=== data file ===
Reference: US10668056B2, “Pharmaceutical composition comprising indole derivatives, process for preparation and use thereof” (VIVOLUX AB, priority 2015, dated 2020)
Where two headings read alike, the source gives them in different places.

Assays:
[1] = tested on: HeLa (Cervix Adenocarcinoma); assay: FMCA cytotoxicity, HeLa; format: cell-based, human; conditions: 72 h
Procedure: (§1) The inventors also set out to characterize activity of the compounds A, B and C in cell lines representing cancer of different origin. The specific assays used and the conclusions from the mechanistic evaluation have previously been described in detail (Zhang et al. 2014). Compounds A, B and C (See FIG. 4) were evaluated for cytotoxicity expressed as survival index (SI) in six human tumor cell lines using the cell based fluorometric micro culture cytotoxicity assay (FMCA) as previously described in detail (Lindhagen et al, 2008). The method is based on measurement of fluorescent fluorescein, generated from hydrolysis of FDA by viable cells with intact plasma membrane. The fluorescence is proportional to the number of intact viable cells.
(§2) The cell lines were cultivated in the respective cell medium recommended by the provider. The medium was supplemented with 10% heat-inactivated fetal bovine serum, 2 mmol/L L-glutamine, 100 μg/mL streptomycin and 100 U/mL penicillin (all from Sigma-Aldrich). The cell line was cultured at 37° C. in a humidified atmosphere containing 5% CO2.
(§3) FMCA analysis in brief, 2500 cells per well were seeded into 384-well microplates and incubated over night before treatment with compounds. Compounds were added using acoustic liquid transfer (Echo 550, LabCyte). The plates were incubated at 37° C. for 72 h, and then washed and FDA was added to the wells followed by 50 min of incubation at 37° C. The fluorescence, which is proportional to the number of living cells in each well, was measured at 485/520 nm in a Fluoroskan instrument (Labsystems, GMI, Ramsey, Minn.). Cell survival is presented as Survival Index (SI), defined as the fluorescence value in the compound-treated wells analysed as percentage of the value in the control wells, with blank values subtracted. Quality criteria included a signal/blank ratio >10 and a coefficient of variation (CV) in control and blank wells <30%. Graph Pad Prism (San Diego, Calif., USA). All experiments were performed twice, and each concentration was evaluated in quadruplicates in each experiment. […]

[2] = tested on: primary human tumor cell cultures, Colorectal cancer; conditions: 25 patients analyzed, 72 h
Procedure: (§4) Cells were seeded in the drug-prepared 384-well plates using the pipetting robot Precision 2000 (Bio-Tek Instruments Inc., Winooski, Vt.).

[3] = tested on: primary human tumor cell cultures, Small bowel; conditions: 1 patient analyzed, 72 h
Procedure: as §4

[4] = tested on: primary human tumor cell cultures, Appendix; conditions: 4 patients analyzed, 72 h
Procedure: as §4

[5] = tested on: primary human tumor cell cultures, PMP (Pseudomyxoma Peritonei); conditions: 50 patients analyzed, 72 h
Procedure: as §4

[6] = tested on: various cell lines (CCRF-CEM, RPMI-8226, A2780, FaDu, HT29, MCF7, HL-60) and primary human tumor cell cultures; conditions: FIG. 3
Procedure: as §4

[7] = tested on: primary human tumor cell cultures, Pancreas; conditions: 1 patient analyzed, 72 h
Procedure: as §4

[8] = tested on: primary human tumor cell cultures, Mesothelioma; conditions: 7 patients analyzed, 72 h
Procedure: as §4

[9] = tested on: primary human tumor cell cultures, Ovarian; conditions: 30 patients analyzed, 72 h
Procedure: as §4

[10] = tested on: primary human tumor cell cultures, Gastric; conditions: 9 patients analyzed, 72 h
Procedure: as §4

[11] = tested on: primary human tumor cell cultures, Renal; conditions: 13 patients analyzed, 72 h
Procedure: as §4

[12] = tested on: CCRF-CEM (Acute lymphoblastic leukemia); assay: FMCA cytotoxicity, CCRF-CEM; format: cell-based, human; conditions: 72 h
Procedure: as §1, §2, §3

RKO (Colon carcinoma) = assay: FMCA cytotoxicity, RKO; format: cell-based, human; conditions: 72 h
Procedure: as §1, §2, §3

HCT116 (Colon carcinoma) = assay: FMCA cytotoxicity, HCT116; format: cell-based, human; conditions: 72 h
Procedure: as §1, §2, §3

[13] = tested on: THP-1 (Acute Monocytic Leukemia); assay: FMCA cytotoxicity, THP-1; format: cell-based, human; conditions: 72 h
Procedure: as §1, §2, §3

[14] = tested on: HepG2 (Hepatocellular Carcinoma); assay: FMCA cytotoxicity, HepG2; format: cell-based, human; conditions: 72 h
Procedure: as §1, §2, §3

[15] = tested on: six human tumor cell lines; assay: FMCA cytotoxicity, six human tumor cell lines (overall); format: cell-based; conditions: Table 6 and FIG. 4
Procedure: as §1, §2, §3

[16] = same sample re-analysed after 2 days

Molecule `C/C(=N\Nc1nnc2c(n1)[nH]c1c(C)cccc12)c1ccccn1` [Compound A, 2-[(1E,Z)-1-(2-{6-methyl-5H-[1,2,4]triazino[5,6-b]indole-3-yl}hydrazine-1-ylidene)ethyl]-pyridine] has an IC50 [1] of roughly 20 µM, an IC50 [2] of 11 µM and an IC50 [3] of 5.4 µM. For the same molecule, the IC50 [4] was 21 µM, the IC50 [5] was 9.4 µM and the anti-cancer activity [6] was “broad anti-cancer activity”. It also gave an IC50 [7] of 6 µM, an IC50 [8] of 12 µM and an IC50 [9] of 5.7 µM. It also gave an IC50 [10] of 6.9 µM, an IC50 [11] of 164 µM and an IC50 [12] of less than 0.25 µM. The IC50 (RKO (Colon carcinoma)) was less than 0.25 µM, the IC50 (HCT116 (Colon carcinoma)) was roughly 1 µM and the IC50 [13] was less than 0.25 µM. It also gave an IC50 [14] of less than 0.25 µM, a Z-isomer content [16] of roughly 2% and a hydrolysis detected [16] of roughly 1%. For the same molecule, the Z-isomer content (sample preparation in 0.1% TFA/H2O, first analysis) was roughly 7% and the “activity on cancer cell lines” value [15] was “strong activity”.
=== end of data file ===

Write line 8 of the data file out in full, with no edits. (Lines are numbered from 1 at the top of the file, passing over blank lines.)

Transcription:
[2] = tested on: primary human tumor cell cultures, Colorectal cancer; conditions: 25 patients analyzed, 72 h